As described herein, known sensor, transmitters and batteries may be packaged in hermetically sealed packages. A biometric lead set may include one or more such packages. In some embodiments, two or more such packages may be interconnected. In the embodiment illustrated herein, the interconnections are implemented with wires. Components may be distributed over multiple packages. For example, a battery may be sealed in one package, a transmitter in another and a power receiving device, for recharging the battery, may be in yet another package. One or more of the packages may contain a controller that generates control signals for the components in its package and/or components in other packages interconnected by the wires. However, it should be appreciated that it is not a requirement of the invention that there be a one-to-one relationship between components and packages. Some packages, for example, may contain two or more such components, while other packages may contain none. Such a distribution of components is possible in some embodiments because the packages may be interconnected by wires.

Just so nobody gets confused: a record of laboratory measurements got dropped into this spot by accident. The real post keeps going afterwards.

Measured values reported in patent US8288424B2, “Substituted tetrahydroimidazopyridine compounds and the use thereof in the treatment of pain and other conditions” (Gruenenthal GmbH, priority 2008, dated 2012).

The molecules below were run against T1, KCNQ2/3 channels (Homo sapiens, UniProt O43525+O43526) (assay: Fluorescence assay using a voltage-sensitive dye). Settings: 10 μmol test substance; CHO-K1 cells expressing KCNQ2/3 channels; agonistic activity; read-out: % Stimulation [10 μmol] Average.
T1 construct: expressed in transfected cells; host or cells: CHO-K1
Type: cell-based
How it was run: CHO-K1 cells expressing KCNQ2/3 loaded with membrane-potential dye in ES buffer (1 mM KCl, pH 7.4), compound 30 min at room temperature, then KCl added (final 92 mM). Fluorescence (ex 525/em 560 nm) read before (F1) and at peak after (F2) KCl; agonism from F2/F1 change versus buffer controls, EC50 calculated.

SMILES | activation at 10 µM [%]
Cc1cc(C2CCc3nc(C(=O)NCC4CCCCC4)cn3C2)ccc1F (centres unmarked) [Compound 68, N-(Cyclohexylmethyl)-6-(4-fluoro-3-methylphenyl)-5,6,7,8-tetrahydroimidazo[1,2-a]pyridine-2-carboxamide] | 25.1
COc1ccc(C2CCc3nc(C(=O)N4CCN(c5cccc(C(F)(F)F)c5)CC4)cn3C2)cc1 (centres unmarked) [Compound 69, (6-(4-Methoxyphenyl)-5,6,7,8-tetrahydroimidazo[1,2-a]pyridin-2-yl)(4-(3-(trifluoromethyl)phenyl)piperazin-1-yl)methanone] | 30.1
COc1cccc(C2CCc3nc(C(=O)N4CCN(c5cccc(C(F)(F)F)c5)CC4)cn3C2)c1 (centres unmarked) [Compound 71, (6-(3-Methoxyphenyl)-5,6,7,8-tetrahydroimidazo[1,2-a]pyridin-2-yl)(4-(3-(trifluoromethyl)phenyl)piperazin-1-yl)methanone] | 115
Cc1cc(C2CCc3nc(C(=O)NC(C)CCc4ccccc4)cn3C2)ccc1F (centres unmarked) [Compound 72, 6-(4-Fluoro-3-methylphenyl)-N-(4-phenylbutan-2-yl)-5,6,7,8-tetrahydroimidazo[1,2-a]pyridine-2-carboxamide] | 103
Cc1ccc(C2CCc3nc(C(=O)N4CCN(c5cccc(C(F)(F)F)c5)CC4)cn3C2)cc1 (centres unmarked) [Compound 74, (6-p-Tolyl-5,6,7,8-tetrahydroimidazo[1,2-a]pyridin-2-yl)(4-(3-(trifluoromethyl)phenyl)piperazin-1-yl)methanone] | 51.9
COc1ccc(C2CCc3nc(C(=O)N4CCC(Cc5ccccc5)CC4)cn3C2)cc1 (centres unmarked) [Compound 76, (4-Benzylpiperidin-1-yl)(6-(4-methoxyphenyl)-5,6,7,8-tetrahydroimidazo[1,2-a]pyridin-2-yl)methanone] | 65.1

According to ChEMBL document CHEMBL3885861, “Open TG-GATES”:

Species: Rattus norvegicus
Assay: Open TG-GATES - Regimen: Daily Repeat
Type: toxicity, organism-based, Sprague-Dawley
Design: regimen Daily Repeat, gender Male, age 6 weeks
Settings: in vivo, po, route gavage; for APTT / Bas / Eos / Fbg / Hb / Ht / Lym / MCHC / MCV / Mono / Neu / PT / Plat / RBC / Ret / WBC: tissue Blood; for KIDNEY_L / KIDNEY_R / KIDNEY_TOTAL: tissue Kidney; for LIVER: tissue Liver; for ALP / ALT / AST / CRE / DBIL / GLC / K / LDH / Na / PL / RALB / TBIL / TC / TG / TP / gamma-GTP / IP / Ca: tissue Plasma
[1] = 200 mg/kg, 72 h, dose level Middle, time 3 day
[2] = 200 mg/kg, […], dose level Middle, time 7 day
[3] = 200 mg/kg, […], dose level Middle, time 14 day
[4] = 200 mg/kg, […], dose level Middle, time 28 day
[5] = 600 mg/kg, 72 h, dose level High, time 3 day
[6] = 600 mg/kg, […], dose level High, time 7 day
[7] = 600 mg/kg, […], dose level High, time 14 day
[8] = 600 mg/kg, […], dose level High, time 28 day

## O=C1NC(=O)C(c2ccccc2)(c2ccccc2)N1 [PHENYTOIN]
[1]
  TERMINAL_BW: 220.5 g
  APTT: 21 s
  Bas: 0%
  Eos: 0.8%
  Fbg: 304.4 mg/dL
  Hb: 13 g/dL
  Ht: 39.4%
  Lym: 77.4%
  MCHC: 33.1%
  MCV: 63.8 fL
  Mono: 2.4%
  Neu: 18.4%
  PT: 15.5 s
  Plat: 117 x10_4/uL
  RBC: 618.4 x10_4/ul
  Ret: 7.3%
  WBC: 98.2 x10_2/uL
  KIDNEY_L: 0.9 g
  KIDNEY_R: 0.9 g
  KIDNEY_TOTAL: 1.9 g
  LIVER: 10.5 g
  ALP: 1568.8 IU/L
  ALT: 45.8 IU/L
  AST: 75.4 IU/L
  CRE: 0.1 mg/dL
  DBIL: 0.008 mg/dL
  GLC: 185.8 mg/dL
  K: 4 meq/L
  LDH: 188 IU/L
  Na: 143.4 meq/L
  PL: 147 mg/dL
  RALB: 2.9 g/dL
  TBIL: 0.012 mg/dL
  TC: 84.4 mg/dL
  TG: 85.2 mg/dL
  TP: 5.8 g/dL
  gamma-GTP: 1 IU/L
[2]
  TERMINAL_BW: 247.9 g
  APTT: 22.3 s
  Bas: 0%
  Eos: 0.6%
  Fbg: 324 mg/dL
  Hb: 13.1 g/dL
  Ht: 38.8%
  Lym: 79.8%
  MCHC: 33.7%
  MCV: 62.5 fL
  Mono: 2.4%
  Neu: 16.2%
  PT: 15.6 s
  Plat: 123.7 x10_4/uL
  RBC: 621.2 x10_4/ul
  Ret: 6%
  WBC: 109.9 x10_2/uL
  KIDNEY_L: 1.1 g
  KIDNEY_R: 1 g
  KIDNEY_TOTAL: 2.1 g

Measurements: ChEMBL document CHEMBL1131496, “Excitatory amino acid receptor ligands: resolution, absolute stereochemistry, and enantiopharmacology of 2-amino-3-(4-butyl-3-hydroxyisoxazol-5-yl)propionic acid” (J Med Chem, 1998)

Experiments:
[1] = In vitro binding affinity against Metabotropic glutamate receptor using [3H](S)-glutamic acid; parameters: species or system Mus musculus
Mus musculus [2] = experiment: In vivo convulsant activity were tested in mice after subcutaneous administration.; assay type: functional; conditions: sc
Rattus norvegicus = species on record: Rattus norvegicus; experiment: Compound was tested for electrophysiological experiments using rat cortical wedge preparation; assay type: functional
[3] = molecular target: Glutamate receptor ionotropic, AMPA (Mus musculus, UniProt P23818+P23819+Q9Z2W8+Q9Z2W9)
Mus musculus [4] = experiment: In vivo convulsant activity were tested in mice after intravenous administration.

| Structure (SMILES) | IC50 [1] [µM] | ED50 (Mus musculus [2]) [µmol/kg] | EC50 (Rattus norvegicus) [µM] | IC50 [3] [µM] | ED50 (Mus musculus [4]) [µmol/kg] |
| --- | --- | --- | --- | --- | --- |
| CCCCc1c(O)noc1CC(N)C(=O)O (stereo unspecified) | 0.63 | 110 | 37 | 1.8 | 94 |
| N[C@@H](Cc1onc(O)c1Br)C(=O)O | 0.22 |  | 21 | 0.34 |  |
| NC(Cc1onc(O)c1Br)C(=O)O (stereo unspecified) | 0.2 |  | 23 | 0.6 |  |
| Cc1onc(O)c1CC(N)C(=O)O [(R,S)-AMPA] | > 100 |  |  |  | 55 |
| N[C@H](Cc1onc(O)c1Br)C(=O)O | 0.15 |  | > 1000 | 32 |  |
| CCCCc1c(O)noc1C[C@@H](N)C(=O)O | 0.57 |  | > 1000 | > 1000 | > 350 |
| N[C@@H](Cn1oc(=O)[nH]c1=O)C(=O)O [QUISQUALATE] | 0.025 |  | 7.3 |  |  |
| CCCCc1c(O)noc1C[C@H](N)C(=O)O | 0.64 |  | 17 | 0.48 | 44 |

Accordingly, an improvement on ECG monitoring technology may use known measurement methods, meaning that the basic contact/non-contact passive lead technology and human interface being proposed are the same as existing solutions that have been reliably deployed for years. There are true RF non-contact solutions in the market that use millimeter wave technology to discern pulse movements on the human body. However, this approach falls short of producing a true ECG waveform required for a wide array of medical settings. Instead, some embodiments provide to the lead sets themselves a level of miniaturization and integration found, for example, in telecommunications applications. This is primarily accomplished by combining die-scale active integrated circuits (ICs) and passive components into multi-chip modules (MCMs).